In the early 1980s the educational policy catchword changed from equity to excellence. Battles had raged during the 1960s and 1970s over expanding educational equity and opportunity, and many Americans who had been excluded from the mainstream emerged as winners. The percentage of Americans graduating from high school rose from 50 percent in 1950 to 75 percent in 1980. In the 1970s the Education for All Handicapped Children Act had assured young Americans with disabilities of access to educational opportunities. From 1968 to 1978 the percentage of black student enrollment in colleges grew from 6.4 percent to more than 10 percent; for women, the numbers went from 39 percent to 48 percent. By the early 1980s access to higher education was nearly universal. A College Board study found in 1982 that one-third of all postsecondary institutions were "open door" (meaning any high-school graduate could attend), significantly fewer were "selective" (taking only those who qualified), and only 8 percent of colleges were "competitive" (accepting only a portion of those qualified).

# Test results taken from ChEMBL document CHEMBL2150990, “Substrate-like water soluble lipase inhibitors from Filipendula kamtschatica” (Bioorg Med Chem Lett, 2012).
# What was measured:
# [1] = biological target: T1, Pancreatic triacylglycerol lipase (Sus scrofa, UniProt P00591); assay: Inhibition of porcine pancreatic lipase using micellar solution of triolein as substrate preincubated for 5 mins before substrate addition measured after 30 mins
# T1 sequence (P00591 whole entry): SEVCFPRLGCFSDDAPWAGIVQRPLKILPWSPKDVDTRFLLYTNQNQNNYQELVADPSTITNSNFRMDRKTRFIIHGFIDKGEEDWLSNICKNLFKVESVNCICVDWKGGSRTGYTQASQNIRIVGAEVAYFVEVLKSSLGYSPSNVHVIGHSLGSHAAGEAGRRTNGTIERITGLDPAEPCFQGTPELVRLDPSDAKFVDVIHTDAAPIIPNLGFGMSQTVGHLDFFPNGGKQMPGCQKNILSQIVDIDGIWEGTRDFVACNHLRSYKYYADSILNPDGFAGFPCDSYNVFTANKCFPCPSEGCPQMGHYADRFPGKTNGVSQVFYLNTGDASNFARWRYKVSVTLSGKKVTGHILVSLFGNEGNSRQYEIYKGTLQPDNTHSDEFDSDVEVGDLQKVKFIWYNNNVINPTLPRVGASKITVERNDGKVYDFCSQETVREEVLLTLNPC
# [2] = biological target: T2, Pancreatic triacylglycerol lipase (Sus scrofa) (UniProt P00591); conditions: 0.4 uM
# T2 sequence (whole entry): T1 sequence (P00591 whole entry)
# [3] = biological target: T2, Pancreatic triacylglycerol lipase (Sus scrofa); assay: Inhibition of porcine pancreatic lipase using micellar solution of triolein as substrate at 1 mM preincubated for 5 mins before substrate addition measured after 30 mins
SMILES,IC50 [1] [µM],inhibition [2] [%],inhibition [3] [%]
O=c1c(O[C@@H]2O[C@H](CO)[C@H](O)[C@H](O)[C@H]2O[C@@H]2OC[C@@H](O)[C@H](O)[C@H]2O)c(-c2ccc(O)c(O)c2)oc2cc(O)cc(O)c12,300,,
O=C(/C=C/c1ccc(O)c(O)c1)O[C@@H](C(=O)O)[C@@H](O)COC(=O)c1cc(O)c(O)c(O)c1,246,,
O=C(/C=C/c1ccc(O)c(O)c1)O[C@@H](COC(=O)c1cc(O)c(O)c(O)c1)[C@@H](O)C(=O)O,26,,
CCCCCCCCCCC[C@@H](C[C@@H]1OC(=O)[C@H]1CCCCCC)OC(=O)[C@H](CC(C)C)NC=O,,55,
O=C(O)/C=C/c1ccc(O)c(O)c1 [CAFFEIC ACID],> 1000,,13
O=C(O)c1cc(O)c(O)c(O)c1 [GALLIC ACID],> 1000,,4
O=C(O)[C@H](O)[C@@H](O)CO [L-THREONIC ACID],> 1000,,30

The Pendulum Swings.
Having successfully pursued goals of increased participation, educators in the late 1970s were vilified for neglecting the quality of education. By the late 1970s a groundswell of criticism emerged as Americans, who...
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